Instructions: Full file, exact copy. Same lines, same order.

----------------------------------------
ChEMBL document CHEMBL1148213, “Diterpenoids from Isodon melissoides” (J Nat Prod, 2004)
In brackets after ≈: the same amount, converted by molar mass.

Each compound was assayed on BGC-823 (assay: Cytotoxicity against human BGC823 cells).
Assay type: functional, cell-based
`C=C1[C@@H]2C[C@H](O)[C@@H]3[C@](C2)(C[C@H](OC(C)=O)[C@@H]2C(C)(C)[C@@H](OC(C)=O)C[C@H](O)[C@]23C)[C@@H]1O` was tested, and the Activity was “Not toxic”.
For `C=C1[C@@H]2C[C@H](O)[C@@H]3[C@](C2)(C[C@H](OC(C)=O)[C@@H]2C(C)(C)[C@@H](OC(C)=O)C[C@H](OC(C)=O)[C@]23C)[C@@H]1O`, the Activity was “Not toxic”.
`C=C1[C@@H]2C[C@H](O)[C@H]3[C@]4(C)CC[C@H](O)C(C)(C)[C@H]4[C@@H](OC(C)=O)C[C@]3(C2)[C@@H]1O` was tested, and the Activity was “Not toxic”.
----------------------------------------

ChEMBL document CHEMBL1148213, “Diterpenoids from Isodon melissoides” (J Nat Prod, 2004)
In brackets after ≈: the same amount, converted by molar mass.

Each compound was assayed on BGC-823 (assay: Cytotoxicity against human BGC823 cells).
Assay type: functional, cell-based
`C=C1[C@@H]2C[C@H](O)[C@@H]3[C@](C2)(C[C@H](OC(C)=O)[C@@H]2C(C)(C)[C@@H](OC(C)=O)C[C@H](O)[C@]23C)[C@@H]1O` was tested, and the Activity was “Not toxic”.
For `C=C1[C@@H]2C[C@H](O)[C@@H]3[C@](C2)(C[C@H](OC(C)=O)[C@@H]2C(C)(C)[C@@H](OC(C)=O)C[C@H](OC(C)=O)[C@]23C)[C@@H]1O`, the Activity was “Not toxic”.
`C=C1[C@@H]2C[C@H](O)[C@H]3[C@]4(C)CC[C@H](O)C(C)(C)[C@H]4[C@@H](OC(C)=O)C[C@]3(C2)[C@@H]1O` was tested, and the Activity was “Not toxic”.